Merriam-Webster’s Learner’s Dictionary define the ripple effect as a “situation in which one event causes a series of other events to happen”. As a manager of people, you need to consider the potential, down-stream results of your management style, any action you take, any policies that you implement, any major interaction (or lack thereof) that you have with your staff.

I was discussing this with a colleague recently who had been denied his request for company Amex cards. He wanted them so that his senior managers could entertain clients and motivate their staff without him having to be present to pay the bill. The request was denied by the finance department, who fear loss of financial controls and mismanagement of company funds. The finance department was looking at the world through a very limited lens: they did not consider the potential impact of their actions.  The result this decision had on the morale and behaviours of key people in the business was staggering: they saw this as an indication that the business did not trust them to act professionally and in the interests of the company. They could not understand how they could be given the reigns to manage a division of a multi-million-rand business, making decisions daily with financial implications far greater than any costs that might be incurred during an evening at a local restaurant. Yet, they could not be trusted with Amex cards in their own names. It made them angry and then demoralised.  It made them reluctant to engage with clients in any way that might incur costs. It made them reluctant to take any initiative. It made them reluctant to do their best work. Seeking to control people, especially your leadership team, can be debilitating to your business.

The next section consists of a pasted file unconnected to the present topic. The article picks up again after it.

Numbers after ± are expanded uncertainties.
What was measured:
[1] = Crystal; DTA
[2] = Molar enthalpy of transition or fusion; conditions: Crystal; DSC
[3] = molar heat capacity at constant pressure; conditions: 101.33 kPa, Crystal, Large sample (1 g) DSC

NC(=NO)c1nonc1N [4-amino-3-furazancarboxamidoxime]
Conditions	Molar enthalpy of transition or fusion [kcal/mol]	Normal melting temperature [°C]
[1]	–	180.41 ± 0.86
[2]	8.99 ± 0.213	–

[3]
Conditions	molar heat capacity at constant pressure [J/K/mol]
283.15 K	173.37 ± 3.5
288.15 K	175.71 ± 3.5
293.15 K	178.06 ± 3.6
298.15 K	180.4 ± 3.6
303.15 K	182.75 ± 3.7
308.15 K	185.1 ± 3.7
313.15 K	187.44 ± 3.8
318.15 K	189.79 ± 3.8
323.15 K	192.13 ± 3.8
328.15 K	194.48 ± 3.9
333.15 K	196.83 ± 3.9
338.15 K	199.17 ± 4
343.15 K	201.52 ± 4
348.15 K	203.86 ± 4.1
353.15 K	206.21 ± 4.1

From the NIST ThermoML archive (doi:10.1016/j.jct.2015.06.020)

Another management style with negative ripple effects is that of the seagull manager. Author Ken Blanchard describes seagull managers as people who “fly in, make a lot of noise, dump on everyoseagull-flying-wingsne and then fly out.” This style of management is increasingly prevalent in companies with flat management structures, consisting of inexperienced managers. Studies show that seagull management makes people miserable and less productive.  Some studies have found that employees whose manager often uses seagull-type behaviours are 30% more likely to develop coronary heart disease than employees of a manager who rarely uses these behaviours! So the ripple effects of this style of management go beyond employee morale and productivity, reaching into the realm of occupational health and safety. Managers beware!

These ripples go beyond the workplace too. A growing body of research confirms that the stress employees experience at work crosses over to and impairs the functioning and well-being of family members, even impacting children’s performance in school. This chain may unfold as follows: a manager who believes that the best way to manage employees is to “keep them on their toes” habitually makes unreasonable demands, confronts employees publicly, provides little positive feedback, and withholds information. These behaviours cause stress in the employees who are subject to them. When they come home from work at night, the employees are more likely to display anger and impatience. Their spouses’ stress levels rise and marital quality declines. Their children learn to leave the parent alone in the evening rather than risk getting yelled at, and their psychological adjustment suffers. And so on, into schools and communities.

In order to be more attuned to the potential ripple effects of how you manage your staff, ask yourself the following questions:

  • What am I trying to achieve here? And what am I risking in order to achieve it by doing things this way?
  • Will my behaviour/ policy/ decision motivate employees to perform, feel satisfied, and love their jobs?
  • How are people likely to react? Have I sought feedback from key people in my business before taking action?

Do not underestimate the ripple effects of your management behaviours.

The ripple: are you a seagull manager?
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